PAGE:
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Restorative Exercises for Training with Muscle Soreness

Hey Angels and Alphas,

Have you ever woken up with that leftover workout soreness from the day before and wondered if it’s still okay to go to the gym that day?

Training your sore muscle groups could be one of the best ways to decrease post-workout muscle soreness, so long as you try and stick to bodyweight training and light resistance exercises.


When you perform pretty much any kind of exercise that challenges your muscle groups in a new way (one example would be trying different exercise variations or increasing your workout intensity), you basically create micro-tears in the tissues of your muscles.

Muscle soreness is the result of inflammation setting in. The best way to basically decrease this inflammation is by causing the action of muscle pumping. This is the action that gets your blood flowing and boosts circulation, helping you basically flush out the metabolic waste and bring in fresh oxygen and nutrients for your recovery. 

To speed up this recovery, experts recommend performing various complex movements that incorporate many muscle groups, such as lunges, squats, thrusters, pushups, and pullups. When you do these exercises in a circuit, this is a fun and very efficient way to train with soreness. If you keep adding weight, you keep it light. If you tend to prefer cardio, you can spend some time on an assault bike or an elliptical. 

You could also easily take muscle soreness as an excuse to try out low-intensity activities such as walking, yoga, and restorative exercises.



Simply hang from a pullup bar while your arms are fully extended, your shoulders are down and away from your ears and your feet are off the floor. Then just hold on for as long as you’re able – or at least long enough to feel a stretch.


Start by standing tall with your feet hip-width apart with your arms placed at your sides. Then brace your core and pull one of your heels up to bring your knees toward your midline while you are simultaneously driving the opposite arm up so both of them are bent 90 degrees. Just make sure not to over-arch your back. Return one of your feet down to the floor and your arms to your side and then repeat that movement with the opposite arm and leg. Then complete as many controlled reps as you can.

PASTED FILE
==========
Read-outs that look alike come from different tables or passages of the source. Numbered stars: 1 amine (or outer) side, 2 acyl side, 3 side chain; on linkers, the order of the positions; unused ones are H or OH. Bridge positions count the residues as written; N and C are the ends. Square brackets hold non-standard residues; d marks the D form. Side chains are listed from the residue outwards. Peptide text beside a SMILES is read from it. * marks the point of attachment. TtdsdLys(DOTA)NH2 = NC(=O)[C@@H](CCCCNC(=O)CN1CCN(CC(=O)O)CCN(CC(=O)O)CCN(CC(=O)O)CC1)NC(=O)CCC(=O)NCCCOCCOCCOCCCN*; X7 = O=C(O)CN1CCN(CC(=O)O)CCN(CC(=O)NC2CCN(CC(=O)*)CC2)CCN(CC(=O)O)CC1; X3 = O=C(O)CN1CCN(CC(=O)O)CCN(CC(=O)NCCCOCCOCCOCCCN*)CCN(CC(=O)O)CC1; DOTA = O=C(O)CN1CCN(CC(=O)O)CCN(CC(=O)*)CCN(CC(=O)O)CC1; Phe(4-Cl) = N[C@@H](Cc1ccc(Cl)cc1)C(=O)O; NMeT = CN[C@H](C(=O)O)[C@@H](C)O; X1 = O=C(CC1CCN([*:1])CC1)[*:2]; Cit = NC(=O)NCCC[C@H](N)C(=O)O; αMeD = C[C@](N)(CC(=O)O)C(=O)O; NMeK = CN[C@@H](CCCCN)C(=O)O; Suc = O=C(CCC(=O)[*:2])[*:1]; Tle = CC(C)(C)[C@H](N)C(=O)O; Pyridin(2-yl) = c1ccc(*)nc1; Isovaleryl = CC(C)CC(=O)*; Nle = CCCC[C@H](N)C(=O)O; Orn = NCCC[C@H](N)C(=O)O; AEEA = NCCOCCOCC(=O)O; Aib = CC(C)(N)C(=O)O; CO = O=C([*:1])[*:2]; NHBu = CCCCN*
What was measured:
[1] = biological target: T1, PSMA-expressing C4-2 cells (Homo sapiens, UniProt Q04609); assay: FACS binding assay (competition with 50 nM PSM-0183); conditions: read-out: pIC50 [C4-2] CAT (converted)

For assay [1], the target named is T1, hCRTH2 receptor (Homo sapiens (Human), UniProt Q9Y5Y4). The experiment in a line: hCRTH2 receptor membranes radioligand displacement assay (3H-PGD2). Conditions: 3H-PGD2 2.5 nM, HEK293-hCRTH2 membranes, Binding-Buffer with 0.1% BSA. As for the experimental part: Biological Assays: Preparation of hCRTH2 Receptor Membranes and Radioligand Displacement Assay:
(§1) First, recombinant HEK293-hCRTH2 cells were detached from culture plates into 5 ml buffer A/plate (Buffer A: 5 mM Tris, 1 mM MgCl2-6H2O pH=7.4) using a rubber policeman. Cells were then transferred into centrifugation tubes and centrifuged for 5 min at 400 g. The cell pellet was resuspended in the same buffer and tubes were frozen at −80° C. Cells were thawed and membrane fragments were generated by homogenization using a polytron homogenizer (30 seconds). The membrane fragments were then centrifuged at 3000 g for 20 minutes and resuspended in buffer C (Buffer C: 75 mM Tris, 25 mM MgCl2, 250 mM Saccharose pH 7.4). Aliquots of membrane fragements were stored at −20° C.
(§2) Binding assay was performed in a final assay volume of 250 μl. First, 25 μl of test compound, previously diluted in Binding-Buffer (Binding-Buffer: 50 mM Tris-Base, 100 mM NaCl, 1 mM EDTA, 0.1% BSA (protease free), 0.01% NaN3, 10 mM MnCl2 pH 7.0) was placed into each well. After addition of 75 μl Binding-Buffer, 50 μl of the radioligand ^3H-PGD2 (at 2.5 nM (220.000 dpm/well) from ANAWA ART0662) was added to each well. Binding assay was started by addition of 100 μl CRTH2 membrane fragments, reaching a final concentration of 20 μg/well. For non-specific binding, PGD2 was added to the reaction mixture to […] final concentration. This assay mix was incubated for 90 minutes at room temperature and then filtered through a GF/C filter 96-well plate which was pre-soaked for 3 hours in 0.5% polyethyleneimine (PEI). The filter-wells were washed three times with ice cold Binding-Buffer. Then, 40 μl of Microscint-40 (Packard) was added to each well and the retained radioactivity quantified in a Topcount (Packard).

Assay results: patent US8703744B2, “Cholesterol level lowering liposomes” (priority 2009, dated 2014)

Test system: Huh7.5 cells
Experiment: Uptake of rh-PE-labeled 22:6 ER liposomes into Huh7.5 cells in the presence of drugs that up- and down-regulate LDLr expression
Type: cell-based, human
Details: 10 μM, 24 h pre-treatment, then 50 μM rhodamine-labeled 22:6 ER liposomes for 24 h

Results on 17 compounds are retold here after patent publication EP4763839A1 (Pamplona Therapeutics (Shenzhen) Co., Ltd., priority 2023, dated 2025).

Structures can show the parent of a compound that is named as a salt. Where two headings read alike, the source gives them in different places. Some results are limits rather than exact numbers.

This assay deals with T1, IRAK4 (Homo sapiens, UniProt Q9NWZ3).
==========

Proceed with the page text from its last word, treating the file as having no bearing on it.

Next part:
Begin by kneeling on the floor on your hands and knees so your shoulders are placed directly over your hands and your hips are placed straight over your knees. Then proceed to lift your head gently so the curves of your lower back and hold for one count. Then just drop your head gently down in between your shoulders so you can raise your upper back until it’s more rounded.


Start by kneeling on the floor and place your hands and knees so your shoulders are directly over your hands and your hips are over your knees. Then lift your knees off the ground a few inches and step your opposite hand and your opposite foot forward. Continue changing from side to side, making sure you keep your back flat and your glutes down. 


Kneel on the floor with your hands and knees so your shoulders are straight over your hands and your hips are straight over your knees. Then while keeping your back flat, rock your hips back and forth toward your ankles. 


Begin on the floor on your hands and knees. Use your left hand and right knee to step forward, followed by your right knee and left hand. Continue changing sides and place your opposite knee and hand forward until you reach that turnaround point. The entire time, your back should be flat, and you should be looking straight ahead.


Start off on the floor with your hands and knees so your shoulders are directly over your hands and your hips are over your knees. Then spread your fingers wide, and while pressing firmly through your palms, lift your knees off the floor. Then shift your hips and back toward the ceiling and begin to straighten your legs (remember to not lock in your knees.) Gently press your heels forward on the floor and you’ll feel a stretch in your calves. 

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